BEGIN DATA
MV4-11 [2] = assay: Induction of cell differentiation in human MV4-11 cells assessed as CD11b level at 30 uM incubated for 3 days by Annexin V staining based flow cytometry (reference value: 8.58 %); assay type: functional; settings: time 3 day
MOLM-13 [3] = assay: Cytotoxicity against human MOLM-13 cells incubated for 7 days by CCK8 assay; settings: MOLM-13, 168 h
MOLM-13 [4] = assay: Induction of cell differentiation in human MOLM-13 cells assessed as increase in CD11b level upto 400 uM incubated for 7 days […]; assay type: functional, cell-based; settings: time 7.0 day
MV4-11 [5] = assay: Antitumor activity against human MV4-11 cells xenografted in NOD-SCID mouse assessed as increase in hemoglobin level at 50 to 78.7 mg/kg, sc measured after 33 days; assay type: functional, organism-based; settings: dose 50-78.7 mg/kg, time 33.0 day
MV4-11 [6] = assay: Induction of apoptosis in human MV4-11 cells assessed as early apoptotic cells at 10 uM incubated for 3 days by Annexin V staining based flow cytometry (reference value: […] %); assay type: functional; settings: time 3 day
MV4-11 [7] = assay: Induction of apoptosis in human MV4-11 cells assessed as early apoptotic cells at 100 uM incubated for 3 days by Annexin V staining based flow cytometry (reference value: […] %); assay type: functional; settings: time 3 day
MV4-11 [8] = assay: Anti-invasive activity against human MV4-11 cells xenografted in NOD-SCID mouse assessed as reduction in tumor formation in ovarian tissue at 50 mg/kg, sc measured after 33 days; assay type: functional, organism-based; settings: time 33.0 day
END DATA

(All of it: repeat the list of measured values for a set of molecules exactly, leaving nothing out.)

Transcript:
MV4-11 [2] = assay: Induction of cell differentiation in human MV4-11 cells assessed as CD11b level at 30 uM incubated for 3 days by Annexin V staining based flow cytometry (reference value: 8.58 %); assay type: functional; settings: time 3 day
MOLM-13 [3] = assay: Cytotoxicity against human MOLM-13 cells incubated for 7 days by CCK8 assay; settings: MOLM-13, 168 h
MOLM-13 [4] = assay: Induction of cell differentiation in human MOLM-13 cells assessed as increase in CD11b level upto 400 uM incubated for 7 days […]; assay type: functional, cell-based; settings: time 7.0 day
MV4-11 [5] = assay: Antitumor activity against human MV4-11 cells xenografted in NOD-SCID mouse assessed as increase in hemoglobin level at 50 to 78.7 mg/kg, sc measured after 33 days; assay type: functional, organism-based; settings: dose 50-78.7 mg/kg, time 33.0 day
MV4-11 [6] = assay: Induction of apoptosis in human MV4-11 cells assessed as early apoptotic cells at 10 uM incubated for 3 days by Annexin V staining based flow cytometry (reference value: […] %); assay type: functional; settings: time 3 day
MV4-11 [7] = assay: Induction of apoptosis in human MV4-11 cells assessed as early apoptotic cells at 100 uM incubated for 3 days by Annexin V staining based flow cytometry (reference value: […] %); assay type: functional; settings: time 3 day
MV4-11 [8] = assay: Anti-invasive activity against human MV4-11 cells xenografted in NOD-SCID mouse assessed as reduction in tumor formation in ovarian tissue at 50 mg/kg, sc measured after 33 days; assay type: functional, organism-based; settings: time 33.0 day